Last week, after having returned from two weeks on campus at the magical Royal Roads University in Victoria, BC, I spent a good part of this week applying the on-campus learning. This was done in refining my Capstone Proposal for an engaged, action-oriented research project with a client’s organization along with the related Ethics Review application. While these documents are initial drafts that will go through future iterations, the intention, purpose and structure are in place. That’s exciting!

In my journey through the Masters of Arts in Leadership program at Royal Roads University, I am learning cutting-edge ways of doing research and creating organizational results from a more thorough analysis than I would have in the past. I am also learning what it takes to prepare – I mean really prepare – for doing engaged, action-oriented research in a live setting. This is all relevant to my work with clients and enhances the way in which I approach organizational change initiatives.

Why would you want to do such ‘research’ in your organization? If you want to understand your people, their experiences, what drives them, what holds them back, what can support them to be more accountable, productive, creative, and innovative, it pays to do this foundational work to understand what is going on for them from an educated perspective. The engaged, action-oriented research itself creates change and sets up subsequent change for success.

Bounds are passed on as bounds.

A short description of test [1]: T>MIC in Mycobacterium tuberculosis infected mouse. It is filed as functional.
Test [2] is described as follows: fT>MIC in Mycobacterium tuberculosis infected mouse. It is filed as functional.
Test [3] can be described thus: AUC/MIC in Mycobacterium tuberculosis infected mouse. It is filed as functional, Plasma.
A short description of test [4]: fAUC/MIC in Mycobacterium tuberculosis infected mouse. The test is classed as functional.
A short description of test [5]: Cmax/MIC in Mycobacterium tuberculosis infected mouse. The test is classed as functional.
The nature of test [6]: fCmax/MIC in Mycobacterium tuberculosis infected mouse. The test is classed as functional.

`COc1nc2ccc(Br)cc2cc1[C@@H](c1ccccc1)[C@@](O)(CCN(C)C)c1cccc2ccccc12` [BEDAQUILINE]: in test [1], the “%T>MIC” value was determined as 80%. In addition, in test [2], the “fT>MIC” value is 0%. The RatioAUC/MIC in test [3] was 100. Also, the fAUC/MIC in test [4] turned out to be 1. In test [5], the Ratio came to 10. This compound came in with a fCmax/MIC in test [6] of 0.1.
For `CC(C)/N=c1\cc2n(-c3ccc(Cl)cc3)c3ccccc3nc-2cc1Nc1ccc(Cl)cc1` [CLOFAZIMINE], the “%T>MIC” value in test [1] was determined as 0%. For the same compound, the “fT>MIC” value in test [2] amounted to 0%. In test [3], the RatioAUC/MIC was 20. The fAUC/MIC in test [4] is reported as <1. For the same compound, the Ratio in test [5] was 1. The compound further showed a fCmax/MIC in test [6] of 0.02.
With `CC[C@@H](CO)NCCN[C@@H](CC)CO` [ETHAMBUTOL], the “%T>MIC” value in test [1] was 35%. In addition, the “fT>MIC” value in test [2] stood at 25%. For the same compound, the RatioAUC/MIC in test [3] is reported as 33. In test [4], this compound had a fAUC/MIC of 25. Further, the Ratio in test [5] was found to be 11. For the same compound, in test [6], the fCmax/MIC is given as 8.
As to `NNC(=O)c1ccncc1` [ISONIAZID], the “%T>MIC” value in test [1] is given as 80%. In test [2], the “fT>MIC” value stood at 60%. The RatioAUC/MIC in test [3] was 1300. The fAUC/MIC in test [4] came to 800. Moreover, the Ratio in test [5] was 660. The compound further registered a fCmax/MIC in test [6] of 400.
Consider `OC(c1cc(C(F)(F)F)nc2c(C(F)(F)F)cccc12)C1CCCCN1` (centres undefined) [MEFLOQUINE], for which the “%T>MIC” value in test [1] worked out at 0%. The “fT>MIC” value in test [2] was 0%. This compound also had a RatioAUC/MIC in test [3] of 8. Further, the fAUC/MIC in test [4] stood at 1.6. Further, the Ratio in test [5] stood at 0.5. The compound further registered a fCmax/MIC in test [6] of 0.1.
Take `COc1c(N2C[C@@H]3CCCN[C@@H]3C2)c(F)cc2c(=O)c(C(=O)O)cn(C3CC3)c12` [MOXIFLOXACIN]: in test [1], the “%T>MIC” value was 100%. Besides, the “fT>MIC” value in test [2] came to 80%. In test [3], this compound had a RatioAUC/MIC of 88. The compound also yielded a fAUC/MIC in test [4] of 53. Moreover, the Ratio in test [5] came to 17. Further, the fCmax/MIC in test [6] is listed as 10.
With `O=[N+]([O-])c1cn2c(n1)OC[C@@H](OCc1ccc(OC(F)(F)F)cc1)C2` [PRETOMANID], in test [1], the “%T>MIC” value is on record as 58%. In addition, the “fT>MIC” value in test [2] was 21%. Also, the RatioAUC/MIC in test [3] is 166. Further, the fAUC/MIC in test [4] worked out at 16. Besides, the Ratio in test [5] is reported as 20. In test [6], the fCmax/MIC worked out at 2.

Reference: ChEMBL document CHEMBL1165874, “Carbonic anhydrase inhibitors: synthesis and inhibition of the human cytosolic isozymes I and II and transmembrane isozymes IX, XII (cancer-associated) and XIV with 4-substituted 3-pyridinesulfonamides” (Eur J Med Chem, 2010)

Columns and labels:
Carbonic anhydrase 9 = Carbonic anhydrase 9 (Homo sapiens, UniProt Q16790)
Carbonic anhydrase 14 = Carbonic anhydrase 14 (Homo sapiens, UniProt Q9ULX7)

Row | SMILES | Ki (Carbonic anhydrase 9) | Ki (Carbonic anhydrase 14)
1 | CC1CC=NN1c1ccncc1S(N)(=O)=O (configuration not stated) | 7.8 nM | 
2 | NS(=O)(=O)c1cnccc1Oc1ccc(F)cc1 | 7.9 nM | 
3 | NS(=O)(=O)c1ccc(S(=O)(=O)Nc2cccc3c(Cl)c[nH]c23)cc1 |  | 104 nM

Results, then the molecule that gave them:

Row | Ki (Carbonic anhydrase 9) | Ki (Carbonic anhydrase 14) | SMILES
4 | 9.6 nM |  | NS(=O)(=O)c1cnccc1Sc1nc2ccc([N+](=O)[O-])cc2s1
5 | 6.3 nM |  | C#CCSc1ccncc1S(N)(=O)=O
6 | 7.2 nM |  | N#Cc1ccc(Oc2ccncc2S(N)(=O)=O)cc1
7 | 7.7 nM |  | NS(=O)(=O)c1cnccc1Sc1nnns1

When you understand the human element of your business you are in a much better position to drive your business successfully. As Brené Brown shared, while we like to think we are logical beings that are sometimes emotional, we are actually emotional beings who are sometimes logical. We need to understand our people from this perspective rather than purely from a quantitative, numbers-oriented perspective. According to Saldana and Omasta (2018), for matters of social inquiry – the type of inquiry done in organizations – where consultant-researchers “wish to understand the human condition deeply, words and images rather than numbers could be more-revealing forms for collecting and analyzing” what is occurring. “Qualitative inquiry acknowledges the importance of human expression and its revelatory insight into life” (Saldana & Omasta, 2018). Qualitative research provides a rich way for examining the human condition from all its facets rather than reducing human elements to numbers alone.

What about your team are you curious about? What would a deeper understanding mean for you and your organization? What would be possible from that deeper understanding?

Yours in curiosity,